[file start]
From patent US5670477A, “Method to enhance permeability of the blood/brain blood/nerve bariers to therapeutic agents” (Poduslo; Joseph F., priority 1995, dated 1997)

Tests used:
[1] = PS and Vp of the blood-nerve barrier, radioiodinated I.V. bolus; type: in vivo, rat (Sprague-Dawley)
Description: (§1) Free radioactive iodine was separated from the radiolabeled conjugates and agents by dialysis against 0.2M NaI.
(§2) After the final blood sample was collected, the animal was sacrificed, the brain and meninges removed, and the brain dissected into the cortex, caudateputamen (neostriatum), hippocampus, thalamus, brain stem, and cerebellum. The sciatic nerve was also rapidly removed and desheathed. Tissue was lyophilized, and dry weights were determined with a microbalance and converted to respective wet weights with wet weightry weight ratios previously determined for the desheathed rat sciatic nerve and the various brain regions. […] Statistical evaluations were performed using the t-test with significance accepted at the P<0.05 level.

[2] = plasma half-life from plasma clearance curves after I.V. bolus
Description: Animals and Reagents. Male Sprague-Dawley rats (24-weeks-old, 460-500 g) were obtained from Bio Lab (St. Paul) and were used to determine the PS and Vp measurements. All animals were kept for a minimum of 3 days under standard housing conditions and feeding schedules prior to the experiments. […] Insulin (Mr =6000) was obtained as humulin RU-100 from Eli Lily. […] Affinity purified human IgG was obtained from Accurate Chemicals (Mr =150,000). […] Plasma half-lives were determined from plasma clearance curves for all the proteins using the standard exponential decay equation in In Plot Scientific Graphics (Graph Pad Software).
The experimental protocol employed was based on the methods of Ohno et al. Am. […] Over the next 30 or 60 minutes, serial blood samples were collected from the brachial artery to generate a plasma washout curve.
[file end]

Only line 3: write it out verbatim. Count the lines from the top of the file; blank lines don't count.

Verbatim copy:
[1] = PS and Vp of the blood-nerve barrier, radioiodinated I.V. bolus; type: in vivo, rat (Sprague-Dawley)